Why Zeba, heroine of Huma Qureshi's new book, is the badass version of Huma

In writing the book, Huma breaks all rules of writing


Actor Huma Qureshi has written a book―Zeba, an Accidental Superhero―and much like our heroine, there is that which is accidental about the book. It was not a planned masterpiece, but a zig-zaggy tour through Huma’s imagination. All themes in the book, she says, are accidental, and she gives the reader full rights of interpretation. “I invite all readers to draw their own inferences from what they feel about it,” she says.

In essence, she is telling us to make of it what we will, and so, that is exactly what we are going to do. Zeba, we deduct, is the badass version of Huma. She is Huma on steroids, Huma in high-resolution, Huma in a cape (pick the metaphor of your preference). For those of you who have not read Zeba, it is about a second-generation American immigrant who is the “chosen one” (kind of the female sum of the parts of Neo, Luke Skywalker and Harry Potter) to save the people living in the fictional kingdom of Khudir ruled by an evil dictator, the Great Khan.

So why do we say that Zeba is Huma 2.0? For one, she is the fulfilment of Huma’s deepest wishes. Like flying. There are two things in Huma’s bucket list currently: make her book into a film and learn flying. And guess what? Zeba is a certified flyer. She has passed every exam with flying colours―written, oral and practical. See a pattern here?

Huma disagrees with our hypothesis that her creation is a glorified version of herself, but there are those who would agree. (Like Freud, for one.) Here is the second reason why we think so. Huma, like the rest of us, lives in a reality that is too realistic for its own good. After all, she made her film debut with Gangs of Wasseypur, which is the antithesis of fantasy. The film portrays life at its darkest and grittiest. It is only natural that when Huma writes a book, she would make it flighty and fanciful, her own way of rebelling against the humdrum league of realists. It is also telling that her favourite superhero is Deadpool, the most wisecracking of them all who his writers described as “fun to hang out with… in short doses”.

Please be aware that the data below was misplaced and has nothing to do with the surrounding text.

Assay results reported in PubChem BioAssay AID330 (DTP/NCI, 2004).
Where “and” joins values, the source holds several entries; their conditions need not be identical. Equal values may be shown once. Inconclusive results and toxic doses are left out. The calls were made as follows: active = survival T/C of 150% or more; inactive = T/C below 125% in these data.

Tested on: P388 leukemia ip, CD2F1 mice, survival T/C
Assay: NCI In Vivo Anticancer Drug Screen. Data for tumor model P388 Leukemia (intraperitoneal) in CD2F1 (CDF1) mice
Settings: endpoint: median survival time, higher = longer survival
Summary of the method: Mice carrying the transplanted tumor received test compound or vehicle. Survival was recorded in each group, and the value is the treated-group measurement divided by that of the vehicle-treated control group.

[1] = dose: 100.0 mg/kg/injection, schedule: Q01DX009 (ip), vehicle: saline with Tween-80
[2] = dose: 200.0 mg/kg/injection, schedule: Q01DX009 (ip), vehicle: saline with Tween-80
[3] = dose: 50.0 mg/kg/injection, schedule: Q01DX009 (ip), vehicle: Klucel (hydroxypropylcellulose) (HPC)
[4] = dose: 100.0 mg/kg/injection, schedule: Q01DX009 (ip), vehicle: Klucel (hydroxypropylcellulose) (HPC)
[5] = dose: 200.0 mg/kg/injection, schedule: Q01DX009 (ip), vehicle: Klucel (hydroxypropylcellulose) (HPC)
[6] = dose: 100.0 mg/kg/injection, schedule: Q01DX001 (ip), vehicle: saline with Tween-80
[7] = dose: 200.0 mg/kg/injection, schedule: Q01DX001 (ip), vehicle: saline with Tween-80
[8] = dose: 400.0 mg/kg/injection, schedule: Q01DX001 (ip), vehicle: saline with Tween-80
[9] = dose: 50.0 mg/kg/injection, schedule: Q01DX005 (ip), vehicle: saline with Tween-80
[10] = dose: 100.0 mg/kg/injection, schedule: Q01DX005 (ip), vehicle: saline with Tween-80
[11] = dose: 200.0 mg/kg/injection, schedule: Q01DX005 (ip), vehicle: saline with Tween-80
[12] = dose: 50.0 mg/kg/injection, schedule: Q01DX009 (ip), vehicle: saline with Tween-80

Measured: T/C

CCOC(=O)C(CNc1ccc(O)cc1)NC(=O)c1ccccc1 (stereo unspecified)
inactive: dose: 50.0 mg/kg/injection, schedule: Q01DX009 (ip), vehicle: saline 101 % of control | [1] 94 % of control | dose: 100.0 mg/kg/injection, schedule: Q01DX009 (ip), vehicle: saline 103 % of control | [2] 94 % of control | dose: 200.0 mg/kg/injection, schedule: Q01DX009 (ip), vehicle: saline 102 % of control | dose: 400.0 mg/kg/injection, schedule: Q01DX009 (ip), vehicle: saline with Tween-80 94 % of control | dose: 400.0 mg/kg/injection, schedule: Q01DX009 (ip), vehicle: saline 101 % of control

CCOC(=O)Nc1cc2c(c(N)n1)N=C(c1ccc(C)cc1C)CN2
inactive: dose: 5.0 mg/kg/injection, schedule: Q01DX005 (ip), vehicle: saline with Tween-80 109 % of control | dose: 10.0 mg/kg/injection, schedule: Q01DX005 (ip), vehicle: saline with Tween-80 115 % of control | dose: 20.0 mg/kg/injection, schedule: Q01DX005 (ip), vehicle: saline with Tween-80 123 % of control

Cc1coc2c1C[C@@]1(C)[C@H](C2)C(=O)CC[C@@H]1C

Huma is at her most adventurous, not just in the creation of Zeba, but also in the structuring of the novel. In writing Zeba, she breaks all rules of writing. She mixes the real with the fictional, bringing in things like a performance by Beyonce at a royal wedding in Khudir, with her “long, cascading hair” and “thighs that evoked lust and dreams of earth-shattering orgasms among all genders.” (Wouldn’t you just love to see the Queen Bey raise her sculpted eyebrows at reading this?) Often, Huma ambles into her story with humorous asides, much like Shakespeare walking into his play and asking Hamlet to get his act together.

There are post-its and illustrations strewn throughout the book. In fact, Huma says her favourite part of the novel is a post-it that comes right after Zeba gives a formal introduction of herself, and says: “Everything you will read in the following pages is fiction. Do not believe anything you read here.”

Finally, the reason why Zeba is the Freudian dream version of Huma? Because after all, who would not want to be Zeba, the pot-smoking, protein shake-guzzling superhero, who secretly wishes that the joint she flicks over the rooftop will fall on someone’s blond hair extension and set their clothes on fire. And has heady sex with a Bollywood heartthrob, with bonus post-coital snuggling included. And can zap a field of soldiers frozen with a single icy stare. Literally.

Zeba, an Accidental Superhero

By Huma S. Qureshi

Published by HarperCollins

Price Rs499; pages 187